Medicare supplemental insurance, also known as “Medigap,” is an important source of supplemental coverage for nearly one in four people on Medicare. Traditional Medicare has cost-sharing requirements and significant gaps in coverage; Medigap helps make health care costs more predictable and stable for beneficiaries by covering some or all Medicare…
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The Republican leadership in the House of Representatives recently indicated that it will be seeking to repeal regulations under the Affordable Care Act (ACA) that govern the “grandfathered” status of health plans. As this aspect of the health reform law gets more scrutiny, it may be useful to review some of…
This brief explains three provisions of the Affordable Care Act (ACA) – risk adjustment, reinsurance, and risk corridors – that were intended to promote insurer competition on the basis of quality and value and promote insurance market stability, particularly in the early years of reform as the ACA marketplaces, also known as exchanges, were established.
This issue brief offers an early look into how competitive the health insurance exchanges (also called marketplaces) are under the Affordable Care Act in selected states. Through analysis of enrollment data released by seven states (California, Connecticut, Minnesota, New York, Nevada, Rhode Island, and Washington) this brief finds that exchange markets in California and New York are shaping up to be more competitive than their individual markets were in 2012 while those of Connecticut and Washington show less competition (less even market share distribution). In several states, market concentration of individual insurers have shifted significantly compared to the individual market prior to the ACA, pointing to the potential for greater price competition in the future and the influence of new entrants to the market.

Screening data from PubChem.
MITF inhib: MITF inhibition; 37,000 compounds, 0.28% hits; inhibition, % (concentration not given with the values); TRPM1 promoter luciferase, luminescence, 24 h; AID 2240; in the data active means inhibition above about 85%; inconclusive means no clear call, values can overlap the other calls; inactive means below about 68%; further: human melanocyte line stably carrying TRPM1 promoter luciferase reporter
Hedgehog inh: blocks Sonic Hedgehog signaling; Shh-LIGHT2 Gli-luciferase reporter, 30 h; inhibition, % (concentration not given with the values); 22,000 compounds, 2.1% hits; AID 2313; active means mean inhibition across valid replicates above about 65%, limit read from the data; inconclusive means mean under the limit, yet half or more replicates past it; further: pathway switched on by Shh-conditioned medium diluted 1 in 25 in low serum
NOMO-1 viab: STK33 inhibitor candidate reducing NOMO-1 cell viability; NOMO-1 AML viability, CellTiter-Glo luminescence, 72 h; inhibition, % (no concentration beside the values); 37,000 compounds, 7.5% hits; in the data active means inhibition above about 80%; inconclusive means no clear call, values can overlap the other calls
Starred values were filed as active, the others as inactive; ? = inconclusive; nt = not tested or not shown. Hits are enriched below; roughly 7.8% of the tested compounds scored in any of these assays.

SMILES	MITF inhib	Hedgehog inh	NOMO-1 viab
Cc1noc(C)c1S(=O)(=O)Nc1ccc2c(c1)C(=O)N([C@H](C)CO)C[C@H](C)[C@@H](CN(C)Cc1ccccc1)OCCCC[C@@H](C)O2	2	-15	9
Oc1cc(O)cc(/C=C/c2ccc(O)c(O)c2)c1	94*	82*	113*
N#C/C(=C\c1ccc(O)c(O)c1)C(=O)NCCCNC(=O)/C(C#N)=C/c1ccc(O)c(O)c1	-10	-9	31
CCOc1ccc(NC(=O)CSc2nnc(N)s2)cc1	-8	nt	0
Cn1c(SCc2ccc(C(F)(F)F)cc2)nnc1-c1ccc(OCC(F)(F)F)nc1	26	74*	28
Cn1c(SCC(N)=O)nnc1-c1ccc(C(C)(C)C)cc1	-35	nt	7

This issue brief analyzes the number and variety of Medicare Advantage plan choices available to beneficiaries in 2015. It describes trends in number of Medicare Advantage plans, plan premiums, and plan quality ratings, including changes in prescription drug coverage and limits on out-of-pocket expenses. This spotlight is part of a series of spotlights tracking key changes in the Medicare Advantage program.
This Policy Insight draws on the experiences of Medicare beneficiaries during Medicare’s annual enrollment period to consider whether consumers with health insurance coverage through the Affordable Care Act’s new marketplaces will shop for a better deal during their open enrollment season.
Medicare Advantage plans, which consist primarily of HMOs and PPOs, now cover almost 18 million people – nearly one-third of all Medicare beneficiaries. Medicare Advantage plans have been in the news lately because the proposed merger between Aetna and Humana, which together account for one-quarter of all Medicare Advantage enrollees,…
This new analysis and chartbook examines out-of-pocket spending among Medicare beneficiaries, including spending on health and long-term care services and insurance premiums, using the most current year of data available from a nationally representative survey of people on Medicare. It explores which types of services account for a relatively large share of out-of-pocket spending, which groups of beneficiaries (including by age, gender, health status, and chronic conditions) are especially hard hit by high out-of-pocket costs, and trends in out-of-pocket spending between 2000 and 2010.
This issue brief examines the role that the Ryan White Program has played in helping HIV positive clients purchase insurance coverage from both a historical and an Affordable Care Act (ACA) era perspective. The ACA era analysis focuses on activities in five states during the first open enrollment period and looks specifically at insurance purchasing through the health insurance marketplaces. The states analyzed are California, Florida, Georgia, New York, and Texas.
Medicare Advantage Enrollment Continues to Climb, but Financial Protections for Enrollees Are Eroding
Enrollment in Medicare Advantage continues to climb steadily as spending reductions enacted in the Affordable Care Act reduce historical overpayments to the private plans, according to a new analysis by the Kaiser Family Foundation. But limits on out-of-pocket spending for Medicare-covered services are rising, providing less protection for enrollees with…